This thesis presents an examination of the importance of Small and Medium
Enterprises (SMEs) for economic growth and examines how sensitive employment in
SMEs is to business cycle fluctuations in Brazil.
The thesis uses different empirical techniques to investigate the role of SMEs
in the Brazilian regional economic growth, using a panel dataset from 1980 to 2004
for 508 Brazilian micro-regions. It first uses standard panel data estimators (OLS,
LSDV, system and first differenced GMM) to analyse the (augmented) Solow
growth model encompassing the importance of the relative size of the SME sector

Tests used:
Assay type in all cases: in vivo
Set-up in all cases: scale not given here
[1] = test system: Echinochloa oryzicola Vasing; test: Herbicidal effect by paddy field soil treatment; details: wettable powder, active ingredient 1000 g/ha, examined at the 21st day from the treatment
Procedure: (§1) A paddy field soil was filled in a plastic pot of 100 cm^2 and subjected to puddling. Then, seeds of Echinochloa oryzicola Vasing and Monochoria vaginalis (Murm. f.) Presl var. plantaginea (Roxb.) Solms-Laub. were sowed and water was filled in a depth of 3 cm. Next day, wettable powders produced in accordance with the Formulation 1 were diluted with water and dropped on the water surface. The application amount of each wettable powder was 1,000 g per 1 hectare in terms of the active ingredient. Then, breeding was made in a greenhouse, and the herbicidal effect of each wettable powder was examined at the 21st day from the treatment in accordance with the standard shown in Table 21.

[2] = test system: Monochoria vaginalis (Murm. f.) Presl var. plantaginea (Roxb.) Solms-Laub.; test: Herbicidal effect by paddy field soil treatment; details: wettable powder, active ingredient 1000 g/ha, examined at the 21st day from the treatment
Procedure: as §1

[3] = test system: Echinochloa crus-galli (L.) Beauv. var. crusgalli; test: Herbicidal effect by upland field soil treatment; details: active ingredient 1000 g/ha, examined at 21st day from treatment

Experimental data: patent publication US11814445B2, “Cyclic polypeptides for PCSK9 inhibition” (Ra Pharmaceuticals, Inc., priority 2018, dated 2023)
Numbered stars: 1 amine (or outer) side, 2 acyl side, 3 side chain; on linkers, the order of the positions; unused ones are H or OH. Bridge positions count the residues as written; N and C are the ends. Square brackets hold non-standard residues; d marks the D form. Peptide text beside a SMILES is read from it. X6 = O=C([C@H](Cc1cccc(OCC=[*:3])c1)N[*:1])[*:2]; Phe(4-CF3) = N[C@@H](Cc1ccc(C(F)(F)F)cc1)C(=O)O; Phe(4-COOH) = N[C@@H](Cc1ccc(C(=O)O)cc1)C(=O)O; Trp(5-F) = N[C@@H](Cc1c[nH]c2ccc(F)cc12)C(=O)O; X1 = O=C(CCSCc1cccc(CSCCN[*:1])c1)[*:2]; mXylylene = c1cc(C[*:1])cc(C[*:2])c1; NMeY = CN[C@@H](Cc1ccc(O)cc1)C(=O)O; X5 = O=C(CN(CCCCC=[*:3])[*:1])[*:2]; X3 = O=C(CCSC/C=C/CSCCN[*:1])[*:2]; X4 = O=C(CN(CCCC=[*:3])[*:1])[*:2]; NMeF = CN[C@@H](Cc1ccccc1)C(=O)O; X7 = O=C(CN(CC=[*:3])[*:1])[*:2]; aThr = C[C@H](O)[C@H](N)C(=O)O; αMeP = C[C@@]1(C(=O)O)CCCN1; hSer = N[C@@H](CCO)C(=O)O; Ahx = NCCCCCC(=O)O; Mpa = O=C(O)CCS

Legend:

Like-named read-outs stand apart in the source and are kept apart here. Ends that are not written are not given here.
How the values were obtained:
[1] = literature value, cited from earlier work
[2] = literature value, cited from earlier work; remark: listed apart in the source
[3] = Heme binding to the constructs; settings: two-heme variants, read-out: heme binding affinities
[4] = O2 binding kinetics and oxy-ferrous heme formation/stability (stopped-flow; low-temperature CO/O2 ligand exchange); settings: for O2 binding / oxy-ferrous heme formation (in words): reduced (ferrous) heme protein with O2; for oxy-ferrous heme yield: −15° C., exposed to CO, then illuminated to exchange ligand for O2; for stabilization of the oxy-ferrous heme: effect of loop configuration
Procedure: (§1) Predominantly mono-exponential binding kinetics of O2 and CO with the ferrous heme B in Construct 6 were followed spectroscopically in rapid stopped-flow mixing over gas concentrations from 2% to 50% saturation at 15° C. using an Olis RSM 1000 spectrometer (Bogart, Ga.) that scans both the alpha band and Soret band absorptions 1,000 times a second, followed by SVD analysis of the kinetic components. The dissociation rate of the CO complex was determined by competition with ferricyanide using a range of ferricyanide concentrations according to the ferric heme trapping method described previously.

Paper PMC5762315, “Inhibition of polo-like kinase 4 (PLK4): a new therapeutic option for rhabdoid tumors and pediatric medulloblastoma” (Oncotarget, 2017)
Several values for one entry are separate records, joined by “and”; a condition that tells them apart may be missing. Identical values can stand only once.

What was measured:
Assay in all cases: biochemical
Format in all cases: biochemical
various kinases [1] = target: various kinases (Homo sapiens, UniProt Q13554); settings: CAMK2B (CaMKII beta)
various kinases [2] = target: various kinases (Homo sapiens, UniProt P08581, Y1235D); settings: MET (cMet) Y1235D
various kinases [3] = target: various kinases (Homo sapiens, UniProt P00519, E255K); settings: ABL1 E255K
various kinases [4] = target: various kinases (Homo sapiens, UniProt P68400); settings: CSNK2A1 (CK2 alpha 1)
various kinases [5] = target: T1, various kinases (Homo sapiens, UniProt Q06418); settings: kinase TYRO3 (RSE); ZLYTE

measured by the share of the SME employment in total formal employment and the
level of human capital in SMEs measured by the average years of schooling of SME
employees. The results show that the size of the SME sector is not significantly
important for regional economic growth, but that human capital embodied in SMEs
is more important in this process. [Continues.]
A Doctoral Thesis. Submitted in partial fulfillment of the requirements for the award of Doctor of Philosophy of Loughborough University.